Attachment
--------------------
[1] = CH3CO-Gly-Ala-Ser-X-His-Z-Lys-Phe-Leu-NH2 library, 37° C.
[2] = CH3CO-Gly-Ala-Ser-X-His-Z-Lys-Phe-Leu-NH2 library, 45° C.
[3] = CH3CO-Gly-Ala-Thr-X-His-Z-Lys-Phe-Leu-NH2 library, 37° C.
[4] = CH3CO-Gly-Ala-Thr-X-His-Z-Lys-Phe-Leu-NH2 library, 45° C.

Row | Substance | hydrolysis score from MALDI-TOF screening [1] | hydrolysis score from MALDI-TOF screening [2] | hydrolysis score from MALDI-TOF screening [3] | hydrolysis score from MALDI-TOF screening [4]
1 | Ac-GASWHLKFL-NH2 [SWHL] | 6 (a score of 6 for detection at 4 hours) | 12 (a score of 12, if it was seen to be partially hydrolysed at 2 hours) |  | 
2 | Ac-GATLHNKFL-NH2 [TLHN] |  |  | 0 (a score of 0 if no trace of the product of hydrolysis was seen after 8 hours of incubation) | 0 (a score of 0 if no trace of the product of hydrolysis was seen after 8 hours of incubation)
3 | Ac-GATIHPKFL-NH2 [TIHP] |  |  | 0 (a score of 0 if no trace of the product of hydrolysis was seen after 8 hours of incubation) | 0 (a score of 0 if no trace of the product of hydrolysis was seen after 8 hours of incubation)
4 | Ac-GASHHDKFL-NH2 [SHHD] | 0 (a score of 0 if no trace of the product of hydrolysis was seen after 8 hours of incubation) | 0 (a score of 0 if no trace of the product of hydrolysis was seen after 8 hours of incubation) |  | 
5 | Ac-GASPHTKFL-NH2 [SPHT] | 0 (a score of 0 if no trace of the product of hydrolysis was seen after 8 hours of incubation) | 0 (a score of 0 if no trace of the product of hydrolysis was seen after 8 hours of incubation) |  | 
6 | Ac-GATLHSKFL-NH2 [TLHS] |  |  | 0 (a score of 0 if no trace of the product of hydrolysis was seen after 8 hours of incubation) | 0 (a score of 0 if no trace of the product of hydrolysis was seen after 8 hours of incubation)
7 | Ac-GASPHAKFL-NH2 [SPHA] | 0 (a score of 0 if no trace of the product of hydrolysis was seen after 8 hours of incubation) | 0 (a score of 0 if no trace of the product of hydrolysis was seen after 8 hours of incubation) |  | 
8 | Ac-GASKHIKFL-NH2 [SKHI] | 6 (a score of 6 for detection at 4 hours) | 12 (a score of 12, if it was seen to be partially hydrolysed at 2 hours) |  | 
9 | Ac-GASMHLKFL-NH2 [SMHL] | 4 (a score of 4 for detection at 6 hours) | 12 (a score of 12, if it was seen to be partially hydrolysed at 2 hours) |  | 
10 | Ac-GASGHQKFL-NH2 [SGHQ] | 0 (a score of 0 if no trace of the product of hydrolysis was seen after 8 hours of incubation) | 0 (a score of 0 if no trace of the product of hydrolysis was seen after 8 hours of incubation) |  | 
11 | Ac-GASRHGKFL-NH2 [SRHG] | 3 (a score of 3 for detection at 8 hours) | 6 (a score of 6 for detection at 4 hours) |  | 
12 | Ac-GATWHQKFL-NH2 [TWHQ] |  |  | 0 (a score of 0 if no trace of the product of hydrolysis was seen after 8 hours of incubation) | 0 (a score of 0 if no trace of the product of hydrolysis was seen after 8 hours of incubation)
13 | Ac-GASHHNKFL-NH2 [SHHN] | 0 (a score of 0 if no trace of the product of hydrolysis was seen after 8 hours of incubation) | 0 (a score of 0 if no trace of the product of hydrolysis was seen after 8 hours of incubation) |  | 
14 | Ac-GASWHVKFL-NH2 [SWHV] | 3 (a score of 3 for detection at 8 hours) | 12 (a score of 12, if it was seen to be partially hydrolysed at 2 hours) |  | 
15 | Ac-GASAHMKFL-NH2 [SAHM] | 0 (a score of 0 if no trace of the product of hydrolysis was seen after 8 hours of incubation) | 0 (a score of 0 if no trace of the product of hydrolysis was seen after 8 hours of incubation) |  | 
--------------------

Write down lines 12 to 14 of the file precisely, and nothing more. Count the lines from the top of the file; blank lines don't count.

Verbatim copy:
7 | Ac-GASPHAKFL-NH2 [SPHA] | 0 (a score of 0 if no trace of the product of hydrolysis was seen after 8 hours of incubation) | 0 (a score of 0 if no trace of the product of hydrolysis was seen after 8 hours of incubation) |  | 
8 | Ac-GASKHIKFL-NH2 [SKHI] | 6 (a score of 6 for detection at 4 hours) | 12 (a score of 12, if it was seen to be partially hydrolysed at 2 hours) |  | 
9 | Ac-GASMHLKFL-NH2 [SMHL] | 4 (a score of 4 for detection at 6 hours) | 12 (a score of 12, if it was seen to be partially hydrolysed at 2 hours) |  | 